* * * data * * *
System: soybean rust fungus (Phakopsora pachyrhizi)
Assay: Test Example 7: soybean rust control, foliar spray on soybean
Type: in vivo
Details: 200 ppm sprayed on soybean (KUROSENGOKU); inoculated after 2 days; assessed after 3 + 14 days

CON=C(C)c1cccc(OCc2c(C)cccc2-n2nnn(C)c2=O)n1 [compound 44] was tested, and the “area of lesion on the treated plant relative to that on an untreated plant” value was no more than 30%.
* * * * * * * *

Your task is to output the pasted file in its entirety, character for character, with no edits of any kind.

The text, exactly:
System: soybean rust fungus (Phakopsora pachyrhizi)
Assay: Test Example 7: soybean rust control, foliar spray on soybean
Type: in vivo
Details: 200 ppm sprayed on soybean (KUROSENGOKU); inoculated after 2 days; assessed after 3 + 14 days

CON=C(C)c1cccc(OCc2c(C)cccc2-n2nnn(C)c2=O)n1 [compound 44] was tested, and the “area of lesion on the treated plant relative to that on an untreated plant” value was no more than 30%.